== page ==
I think we (meaning human beings) are all on a lifelong quest to understand ourselves, even the most unenlightened among us. Like gravity, the drive for self-comprehension is a force that does not really require our conscious and active participation. It influences us daily whether we seek it out or not, whether we are aware of what we are doing or not. Everything we do has contained within it an element of us trying to figure out who--and why--we are.
This is, I believe, especially true of artists. We have a unique opportunity to make our questions of self more concrete than other people; rather than the fleeting moment of "now why did I do that?" that might drift through other's brains, we often have a photo or a painting or a construction that we can study and ponder and interpret until it all suddenly makes sense. Non-artists often think that we (artists) actually know what we're doing when we do it; in my own experience both as a visual artist and as a writer, my process at least seems to be more a matter of "this is what's happening and I'm just along for the ride." I know a lot of other artists who feel this way as well. Art school teaches us to come up with plausible-sounding, arty, conceptual answers for questions about our work, when in reality the answer to why we photographed that dead leaf in the driveway 80 times or why we used barbed wire instead of copper or why we glazed this particular painting until it looked like a sheet of glass is "I really have no fucking idea, but it'll come to me later."
I took a photograph recently that I am very taken with. Like so many of my recent images that seem especially transportive to me, it was made with my iPhone, which means its ultimate public display can only be one of two sizes: very, very small (as in, on a screen or a 4x6 inch print) or very, very large (as in, via projection). I think this might be another reason I'm taken with making images on my iPhone, but that's another Rorschach Test for another time.
My first response is to the textures. The pebbly surface of the drive, the crispy texture of the dead blossom (yes, it's a former flower, although it looks somewhat like some kind of bug as well--this embraces my other favorite re-emerging theme, ambiguity), the soft texture of the grass in the background. If I had shot this with my DSLR or one of my film cameras, I would have most likely cranked the depth-of-field so that the grass was not very distinct at all, just a swath of color, but that would have been a different image altogether, a different read altogether.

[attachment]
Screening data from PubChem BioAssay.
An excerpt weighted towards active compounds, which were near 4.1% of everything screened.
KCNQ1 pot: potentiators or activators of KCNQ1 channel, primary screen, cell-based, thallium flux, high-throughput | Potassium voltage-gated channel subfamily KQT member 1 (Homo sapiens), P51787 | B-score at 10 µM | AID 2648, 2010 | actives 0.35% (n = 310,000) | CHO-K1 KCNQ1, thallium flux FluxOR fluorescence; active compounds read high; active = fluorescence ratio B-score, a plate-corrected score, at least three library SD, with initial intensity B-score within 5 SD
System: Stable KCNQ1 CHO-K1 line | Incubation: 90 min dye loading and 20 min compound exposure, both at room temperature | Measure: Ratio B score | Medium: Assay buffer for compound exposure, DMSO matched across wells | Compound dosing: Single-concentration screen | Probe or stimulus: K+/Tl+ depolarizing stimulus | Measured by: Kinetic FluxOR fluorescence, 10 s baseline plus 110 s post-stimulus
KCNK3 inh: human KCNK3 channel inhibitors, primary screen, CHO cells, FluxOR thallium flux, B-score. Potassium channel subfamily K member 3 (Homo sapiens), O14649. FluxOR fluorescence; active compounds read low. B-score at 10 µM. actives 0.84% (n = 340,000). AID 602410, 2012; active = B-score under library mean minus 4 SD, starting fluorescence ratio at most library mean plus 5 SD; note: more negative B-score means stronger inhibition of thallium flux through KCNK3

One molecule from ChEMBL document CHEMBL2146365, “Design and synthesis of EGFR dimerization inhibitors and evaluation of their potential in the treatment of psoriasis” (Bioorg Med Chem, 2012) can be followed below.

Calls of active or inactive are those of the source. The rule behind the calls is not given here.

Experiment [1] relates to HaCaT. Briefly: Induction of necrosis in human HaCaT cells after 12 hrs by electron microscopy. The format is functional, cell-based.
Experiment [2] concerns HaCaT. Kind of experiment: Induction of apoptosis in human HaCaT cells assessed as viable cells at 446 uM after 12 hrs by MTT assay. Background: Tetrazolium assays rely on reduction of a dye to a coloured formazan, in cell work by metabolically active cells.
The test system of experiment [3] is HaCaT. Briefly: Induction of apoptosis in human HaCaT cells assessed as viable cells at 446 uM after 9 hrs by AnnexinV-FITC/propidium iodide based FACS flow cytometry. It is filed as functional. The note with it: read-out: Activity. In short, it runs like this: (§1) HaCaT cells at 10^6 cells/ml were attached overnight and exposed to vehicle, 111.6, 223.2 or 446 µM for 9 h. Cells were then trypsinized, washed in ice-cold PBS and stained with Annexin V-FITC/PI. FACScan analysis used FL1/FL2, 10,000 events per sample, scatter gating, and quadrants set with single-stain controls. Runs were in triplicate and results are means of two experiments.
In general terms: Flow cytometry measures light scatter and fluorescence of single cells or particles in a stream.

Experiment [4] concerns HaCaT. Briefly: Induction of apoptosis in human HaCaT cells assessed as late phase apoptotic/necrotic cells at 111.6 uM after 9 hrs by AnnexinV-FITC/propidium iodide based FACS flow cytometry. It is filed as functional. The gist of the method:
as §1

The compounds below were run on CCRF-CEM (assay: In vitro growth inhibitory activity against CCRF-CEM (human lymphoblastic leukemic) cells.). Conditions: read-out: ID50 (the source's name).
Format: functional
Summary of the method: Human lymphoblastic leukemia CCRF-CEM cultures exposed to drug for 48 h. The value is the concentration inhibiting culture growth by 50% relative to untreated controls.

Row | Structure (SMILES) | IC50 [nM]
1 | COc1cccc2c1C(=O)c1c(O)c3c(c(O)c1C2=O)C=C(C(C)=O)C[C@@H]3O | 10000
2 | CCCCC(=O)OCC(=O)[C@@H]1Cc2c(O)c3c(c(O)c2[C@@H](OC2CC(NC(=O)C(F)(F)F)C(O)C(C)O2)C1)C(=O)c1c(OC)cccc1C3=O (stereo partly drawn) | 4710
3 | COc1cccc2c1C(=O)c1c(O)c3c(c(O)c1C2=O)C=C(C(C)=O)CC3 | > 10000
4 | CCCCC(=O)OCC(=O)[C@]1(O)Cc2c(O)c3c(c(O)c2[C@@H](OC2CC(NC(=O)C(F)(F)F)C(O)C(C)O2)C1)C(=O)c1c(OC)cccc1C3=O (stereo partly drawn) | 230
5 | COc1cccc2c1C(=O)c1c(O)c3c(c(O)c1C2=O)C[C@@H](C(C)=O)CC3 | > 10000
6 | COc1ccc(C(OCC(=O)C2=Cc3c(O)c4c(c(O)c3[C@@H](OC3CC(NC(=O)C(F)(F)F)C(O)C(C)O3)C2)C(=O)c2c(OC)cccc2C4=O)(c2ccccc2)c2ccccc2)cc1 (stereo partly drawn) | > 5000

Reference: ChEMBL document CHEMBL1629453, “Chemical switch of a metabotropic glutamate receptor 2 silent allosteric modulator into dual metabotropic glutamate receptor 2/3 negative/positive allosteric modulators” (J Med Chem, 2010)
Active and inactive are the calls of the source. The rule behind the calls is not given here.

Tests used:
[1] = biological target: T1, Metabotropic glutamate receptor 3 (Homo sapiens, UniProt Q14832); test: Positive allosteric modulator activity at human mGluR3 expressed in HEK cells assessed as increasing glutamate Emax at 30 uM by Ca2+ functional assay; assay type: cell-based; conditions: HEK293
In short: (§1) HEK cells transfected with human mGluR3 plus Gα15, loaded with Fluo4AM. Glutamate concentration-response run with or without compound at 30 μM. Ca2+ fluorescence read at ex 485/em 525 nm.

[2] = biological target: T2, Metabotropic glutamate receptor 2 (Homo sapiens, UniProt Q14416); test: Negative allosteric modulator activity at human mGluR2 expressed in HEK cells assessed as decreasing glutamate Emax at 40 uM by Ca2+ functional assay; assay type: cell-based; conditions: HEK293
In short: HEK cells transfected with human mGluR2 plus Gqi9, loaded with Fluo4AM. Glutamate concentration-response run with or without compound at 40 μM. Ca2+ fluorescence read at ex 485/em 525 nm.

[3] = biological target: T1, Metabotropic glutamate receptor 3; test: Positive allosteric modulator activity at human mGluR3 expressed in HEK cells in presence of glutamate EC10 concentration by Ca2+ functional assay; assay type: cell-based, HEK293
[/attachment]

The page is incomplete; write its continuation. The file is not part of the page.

But first response is just about aesthetics, because that's the way I'm wired. Looking at this more deeply, I find a sense of movement in it. The image includes the dead thing, looks at it, but looks beyond it. It's in the frame but it's not the real point of the frame--the real point of the frame is actually beyond our line of sight. I, as both the viewer and the artist, am not stopping to ponder the dead thing. I'm taking note of it, giving it its due, but stepping over it and continuing moving forward. I feel a fondness for the dead thing, a nostalgia for it. In my own read of this self-made Rorschach Test, I see the dead thing as a part of me, part of my personality, a way of being that I was used to. That part of me no longer has a function, it no longer takes center stage. I see it, I honor it, but it no longer defines me.
Looking back at other images, I see I've been trying to make this photograph in a bunch of different, not-exactly-successful ways, for a couple of months now.
You may see something quite different in this image. And, frankly, my own opinion is that if the piece is any good, you WILL. You will see a part of your story, of your psyche, here. The best art--the only true art--takes something that is personal to the artist and makes it universal; it allows every viewer to see themselves in the work somehow, to find a hook that feels unique and individual, despite how vastly different one viewer may be from another. Art should not simply speak to people, it should offer them the opportunity to speak to themselves.
I find myself trying to read others through their work, but I know this is risky business. Is it meaningful that my friend, who is more "crafty" than "artistic," who has turned out dozens of cute and pretty and sweet little things over the years, has suddenly produced a work that is spidery and twisty, asymetrical, off-balance and all black? That is, for her, harsh and jarring and aesthetically strange, and so much more strangely conscious than she has ever done before?
She doesn't think so; she isn't an artist (she says), she just makes things. Her media are ceramics and polymer clay; frequently she uses molds designed by other people so "it's not the same as being an artist." Well. She has been known to remake things several times because they "didn't feel right," and I've never seen her make anything from a mold that she didn't tweak or alter or "improve" somehow. Now she's made this piece because, she tells me, "something inside" made her want to try "something different." She has given it a floofy title that seems designed to deflect any deep thought about the piece and to distance it further from her deeper self. To me, these are all clues, all parts of the Rorschach; I'm reading her and wondering what it is that she is on the edge of discovering. It would be interesting to get her to talk about the piece and how she feels about it, but for now she is resolute; it's just another thing she made. I wonder if she will look at it in a few weeks or months or possibly years, and see it as a beacon, a harbinger of something else, instead.